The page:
1. Somehow, the Knicks won by 14 despite only going 3-8 from the line...as a unit! Perhaps it was the arsenal of outside shots that seemed to fall whenever a basket was needed, but Spike Lee's bunch are one win away from doing something they haven't done since Jay-Z's Roc La Familia album - win a series.
Calling a spade a spade, the biggest thing they have going for them at the moment is confidence. Carmelo's got that pep in his step. J.R. Smith is doing (good) J.R. Smith things (you knew Jason Terry didn't really want to run up on him; he just wanted someone to hold him back). And the team has found their three-point stroke again. As of April 27, 2013, the Knicks look good.
Frame this because I won't praise the Knicks too often. Want to see a Knicks fan smile turn upside down though? Pass them this link.
2. Meanwhile, can we finally put to rest the whole "maybe they're better off without Rondo" narrative? Boston put forth its third consecutive horrific shooting performance going 40% on the night. Ray Felton continues to breeze by defenders as if he were Russell Westbrook-East and the lack of continuity on offense has been outright nauseous to witness.
Plus, in the "well-that's-not-going-to-get-it-done" book, Paul Pierce and Kevin Garnett are a combined 35-for-83 in the series. K.G. is one of my favorite players ever, and hearing him say he's not giving up on the series is admirable. But if the end doesn't come Sunday, it'll just be Game 5. Which leads me to my last thought, are we on the brink the final four quarters of the Pierce/Garnett (and Rondo) era? It's been one hell of a (stressful/at times, dominating/stressful/stressful again) run if so.
3. Speaking of final four quarters, the nightmare is almost over, Laker Nation. Darius Morris and Andrew Goudelock started for Los Angeles in a real live playoff game, in which the Lakers would lose by 31 points (the largest home loss in team history). To both's credit, however, they at least showed heart and embraced the challenge combining for 48 points and seven assists.
To be real though, the quicker L.A.'s season ends is for the betterment of all parties involved. I had a buddy tell me before Game 3, "I hope we get swept. Just take me out of my misery. This has been the most embarrassing season of my life. Just joke on me and get it over with." Sheesh. Despite a triple-double from Pau Gasol and a 25-11 effort from Dwight Howard, the Lakers were undone by mustering only nine bench points. Granted, they've barely got enough bodies to fill out a roster, but compare that to the fact San Antonio poured in 46 from their reserves.
4. Who the hell does Tim Duncan think he is?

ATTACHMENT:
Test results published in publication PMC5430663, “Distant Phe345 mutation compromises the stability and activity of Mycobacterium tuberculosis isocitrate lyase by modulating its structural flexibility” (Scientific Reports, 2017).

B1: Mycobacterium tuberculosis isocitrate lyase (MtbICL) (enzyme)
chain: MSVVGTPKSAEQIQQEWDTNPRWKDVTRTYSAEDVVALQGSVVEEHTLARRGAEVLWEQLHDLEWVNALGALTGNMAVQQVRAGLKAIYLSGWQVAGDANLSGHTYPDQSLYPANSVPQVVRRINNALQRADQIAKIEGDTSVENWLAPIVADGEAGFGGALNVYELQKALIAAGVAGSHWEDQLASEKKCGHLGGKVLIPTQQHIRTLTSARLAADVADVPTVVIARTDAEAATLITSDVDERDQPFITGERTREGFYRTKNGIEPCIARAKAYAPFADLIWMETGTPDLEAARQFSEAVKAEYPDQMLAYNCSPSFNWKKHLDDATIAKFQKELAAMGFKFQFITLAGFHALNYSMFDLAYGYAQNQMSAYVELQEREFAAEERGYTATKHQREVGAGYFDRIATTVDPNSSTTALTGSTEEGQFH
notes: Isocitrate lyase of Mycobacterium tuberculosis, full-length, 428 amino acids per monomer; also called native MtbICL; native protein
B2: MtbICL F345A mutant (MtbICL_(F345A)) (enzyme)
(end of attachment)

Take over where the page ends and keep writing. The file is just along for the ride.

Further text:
Timmy turned back the clock going for 26 points and nine rebounds from an extremely efficient 12-16 from the field. In fact, Tim's one man clinic to start the third quarter all but poured out liquor for any hope of a Laker comeback. All that's well and good, but here's to hoping Greg Popovich does the right thing in Game 4. Suit up Tracy McGrady and let that man exorcise his playoff demons, Pop. Get him in the damn stat book! Get T-Mac out of the first round! I feel like we're about to witness one of the greatest runs of professional futility of all time come to an end. Remember where you are when this happens, folks.
5. As a guest yesterday on the Earnestly Speaking Radio Show, I noted Clippers/Grizzlies as my favorite playoff series thus far mainly because there's genuine hate involved. Nuggets/Warriors is by far the most exciting though.
Even with Denver blowing a double-digit lead in the second half, hats go off to Ty Lawson who did everything in his power to steal one on the road going for 35 points and 10 assists. Unfortunately, the poor guy dribbled the ball out of bounds in the closing seconds, too. But buddy played his ass off in one of the more thrilling one-on-one duels in recent playoff memory with Stephen Curry.
6. Hey, look, now the Warriors believe they can actually win this series. They stole one on the road in arguably the toughest arena in America. Now they've fought back at home with the crowd literally resembling an insane asylum in a 110-108 victory. With Klay Thompson's off night, Jarrett Jack and Harrison Barnes (remember when he was called a bust at UNC and people doubted his pro potential?) filled in exceptionally well with a stat line of 42 points, 12 rebounds and nine assists combined.
Yet, as it most normally is, it was Stephen Curry who led the show on a bum ankle with 29 points and 11 assists. Look, I've been saying it all year. His 50-point game is coming soon and when it happens, we're going to be talking about it for awhile, too. Through his first three postseason games, Dale's baby boy has 78 points and 33 assists. What does that mean long term? Probably nothing, but the only other guys to post those numbers are Oscar Roberston, Kevin Johnson and Chris Paul.
Not exactly bad company for a guy who definitely shouldn't have been an All-Star.